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Website Usability Checklist: 12 Best Practices for Website Ease of Use

Business website usability checklist

Website Usability Checklist: 12 Best Practices for Website Ease of Use

We know that website maintenance isn’t always at the top of a business owner’s to-do list – or even on there at all. Organizations often just sail along as is if no one reports problems, assuming they’re still on course. However, since your online presence is often a future customer’s introduction to your business, making their experience great from start to finish is vital.

It takes an average of 50 milliseconds (just 0.05 seconds) for a user to form an opinion about your website and decide whether to stay or leave. So how can you ensure visitors have the best possible interactions with your business and maintain interest?

While undertaking a website redesign every few years is a must for modern organizations, using our website usability checklist much more frequently can ensure that your site continuously engages customers and meets their needs. 

Why You Should Use a Website Usability Checklist

A website usability checklist helps you objectively evaluate your site’s ability to deliver value to users (your leads and customers). Our comprehensive list below will give you ideas for making your site more attractive, user-friendly, engaging, and accessible. Making every effort to give your website users the best online experience possible will keep them returning for more answers and solutions.

The Ultimate Website Usability Checklist

Here are the top 12 elements that impact website ease of use. 

1. User Experience

Users arrive at your website seeking a solution to a problem. It’s your job to ensure they understand what your business offers as soon as they land on your site, so they know whether to stick around. Here are some big-picture tips: 

  • Offer an immediate solution that is relevant and valuable. 
  • Keep your content concise, digestible, and easily scannable.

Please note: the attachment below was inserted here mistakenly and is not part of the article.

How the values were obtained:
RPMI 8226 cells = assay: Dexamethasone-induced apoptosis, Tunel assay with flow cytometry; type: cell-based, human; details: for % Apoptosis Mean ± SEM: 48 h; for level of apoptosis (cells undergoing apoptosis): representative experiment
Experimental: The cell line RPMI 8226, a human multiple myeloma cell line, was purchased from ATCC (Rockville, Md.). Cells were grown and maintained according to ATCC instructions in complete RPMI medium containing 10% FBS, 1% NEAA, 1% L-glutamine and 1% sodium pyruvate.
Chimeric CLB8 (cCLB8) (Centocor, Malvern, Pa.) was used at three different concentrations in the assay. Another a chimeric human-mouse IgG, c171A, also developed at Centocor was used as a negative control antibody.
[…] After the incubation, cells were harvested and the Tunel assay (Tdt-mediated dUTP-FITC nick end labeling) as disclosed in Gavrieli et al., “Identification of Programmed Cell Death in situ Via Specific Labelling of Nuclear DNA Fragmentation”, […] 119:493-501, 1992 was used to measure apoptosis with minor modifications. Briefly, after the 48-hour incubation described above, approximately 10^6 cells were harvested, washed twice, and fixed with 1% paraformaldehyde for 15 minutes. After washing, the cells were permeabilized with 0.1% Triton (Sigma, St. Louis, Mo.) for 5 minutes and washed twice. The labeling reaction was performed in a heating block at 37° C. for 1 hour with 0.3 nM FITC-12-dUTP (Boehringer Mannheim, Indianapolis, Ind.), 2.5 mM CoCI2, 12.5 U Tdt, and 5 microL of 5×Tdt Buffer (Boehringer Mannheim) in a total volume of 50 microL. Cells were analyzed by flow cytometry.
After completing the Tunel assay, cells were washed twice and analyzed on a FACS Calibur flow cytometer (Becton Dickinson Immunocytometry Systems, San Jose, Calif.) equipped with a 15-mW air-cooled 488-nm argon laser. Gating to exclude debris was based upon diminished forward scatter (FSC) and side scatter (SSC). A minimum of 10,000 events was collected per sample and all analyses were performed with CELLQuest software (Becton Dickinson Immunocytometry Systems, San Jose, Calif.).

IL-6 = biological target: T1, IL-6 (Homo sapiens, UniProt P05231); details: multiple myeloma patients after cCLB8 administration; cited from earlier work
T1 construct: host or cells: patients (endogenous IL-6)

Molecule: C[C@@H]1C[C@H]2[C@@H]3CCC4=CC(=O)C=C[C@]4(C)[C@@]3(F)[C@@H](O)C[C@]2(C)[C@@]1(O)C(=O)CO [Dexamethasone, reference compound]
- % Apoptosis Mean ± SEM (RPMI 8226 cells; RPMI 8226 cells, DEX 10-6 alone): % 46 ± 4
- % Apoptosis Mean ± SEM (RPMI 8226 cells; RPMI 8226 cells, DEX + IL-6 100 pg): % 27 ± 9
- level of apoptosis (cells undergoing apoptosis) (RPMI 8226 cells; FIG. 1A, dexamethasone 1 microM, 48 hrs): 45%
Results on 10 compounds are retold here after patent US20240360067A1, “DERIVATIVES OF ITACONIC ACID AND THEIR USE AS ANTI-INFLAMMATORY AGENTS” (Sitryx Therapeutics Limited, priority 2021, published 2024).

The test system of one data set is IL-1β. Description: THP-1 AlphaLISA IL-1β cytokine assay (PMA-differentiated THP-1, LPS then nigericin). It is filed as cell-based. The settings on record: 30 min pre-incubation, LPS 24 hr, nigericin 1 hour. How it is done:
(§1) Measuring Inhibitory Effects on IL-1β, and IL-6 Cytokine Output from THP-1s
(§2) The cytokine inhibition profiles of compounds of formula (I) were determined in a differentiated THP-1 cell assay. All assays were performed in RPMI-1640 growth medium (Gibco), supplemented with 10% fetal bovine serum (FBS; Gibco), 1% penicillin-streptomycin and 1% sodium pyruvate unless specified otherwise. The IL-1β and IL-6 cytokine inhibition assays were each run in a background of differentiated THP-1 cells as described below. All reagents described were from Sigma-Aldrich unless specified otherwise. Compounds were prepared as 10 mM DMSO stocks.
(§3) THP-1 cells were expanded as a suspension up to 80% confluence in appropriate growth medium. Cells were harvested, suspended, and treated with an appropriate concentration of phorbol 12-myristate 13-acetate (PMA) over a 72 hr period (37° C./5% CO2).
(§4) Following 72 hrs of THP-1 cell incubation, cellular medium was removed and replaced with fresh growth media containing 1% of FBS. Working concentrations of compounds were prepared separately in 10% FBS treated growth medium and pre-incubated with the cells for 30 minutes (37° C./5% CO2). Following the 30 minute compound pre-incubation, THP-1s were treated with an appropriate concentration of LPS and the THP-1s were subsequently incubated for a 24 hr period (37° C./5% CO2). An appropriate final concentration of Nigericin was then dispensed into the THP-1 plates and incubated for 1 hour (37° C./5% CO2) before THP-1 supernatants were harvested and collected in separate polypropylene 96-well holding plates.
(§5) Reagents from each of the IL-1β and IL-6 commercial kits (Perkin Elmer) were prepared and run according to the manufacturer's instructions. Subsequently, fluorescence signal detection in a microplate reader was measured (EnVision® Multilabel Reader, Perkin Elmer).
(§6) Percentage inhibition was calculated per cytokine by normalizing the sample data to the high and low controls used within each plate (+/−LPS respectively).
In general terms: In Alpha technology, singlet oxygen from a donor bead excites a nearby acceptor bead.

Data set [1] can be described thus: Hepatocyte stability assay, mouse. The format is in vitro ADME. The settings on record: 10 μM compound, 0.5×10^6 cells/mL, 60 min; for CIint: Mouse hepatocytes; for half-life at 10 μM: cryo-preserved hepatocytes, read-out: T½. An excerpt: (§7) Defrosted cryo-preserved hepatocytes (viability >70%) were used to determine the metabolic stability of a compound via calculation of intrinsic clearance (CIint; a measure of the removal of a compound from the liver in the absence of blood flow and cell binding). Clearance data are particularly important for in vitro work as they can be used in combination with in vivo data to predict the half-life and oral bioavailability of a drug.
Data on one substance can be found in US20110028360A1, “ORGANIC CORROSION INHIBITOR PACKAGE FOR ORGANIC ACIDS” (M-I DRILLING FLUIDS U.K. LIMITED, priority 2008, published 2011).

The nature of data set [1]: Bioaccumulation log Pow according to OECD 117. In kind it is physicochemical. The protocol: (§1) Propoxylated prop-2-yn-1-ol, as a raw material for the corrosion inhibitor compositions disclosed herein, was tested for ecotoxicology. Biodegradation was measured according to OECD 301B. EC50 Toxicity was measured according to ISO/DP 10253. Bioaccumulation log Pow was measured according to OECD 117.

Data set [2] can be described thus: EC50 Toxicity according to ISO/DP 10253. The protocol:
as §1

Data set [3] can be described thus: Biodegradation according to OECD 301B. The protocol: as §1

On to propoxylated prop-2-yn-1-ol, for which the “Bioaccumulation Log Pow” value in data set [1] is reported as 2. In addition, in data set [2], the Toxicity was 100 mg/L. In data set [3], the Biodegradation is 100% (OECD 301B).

• Your website should be easy to use and navigate, respecting visitors’ time.
  • Avoid excessive pop-ups and other elements that may appear annoying or unprofessional.
  • Respectfully ask permission before tracking user activity. 

You’ll build trust upfront if a visitor’s impression is that your company is professional, engaging, intelligent, and helpful. Heeding feedback and keeping your website up to date (and refreshing) will also help you maintain a more user-centric platform.

2. Responsiveness

Even if your website is a top search result, you’ll lose people if it doesn’t load quickly and isn’t optimized for various screen sizes (responsive). 

70% of consumers report that load times are a significant factor in deciding to buy from an online retailer. Anything greater than a three-second load time virtually guarantees your prospects will click elsewhere. The faster your website loads, the more likely users will linger and keep clicking. Even a 0.1-second improvement can lead to an over 8% increase in transactions.

Regular speed audits will ensure your site maximizes users’ time and that each element is valuable and necessary. And don’t overlook the fact that around 60% of the world’s web traffic is accessed via a mobile device. Nowadays, it’s almost always a best practice to build and optimize for mobile users first.

3. Accessibility

Consider upgrading your website to accommodate different types of users and welcome and engage a broader audience. Consider how various users access your pages. For example, your site shouldn’t lose usability if a vision-impaired person magnifies the page for a closer view. Try to use simple language that can be easily recognized and translated by accessibility devices. Website preferences shouldn’t lock out or frustrate keyboard users.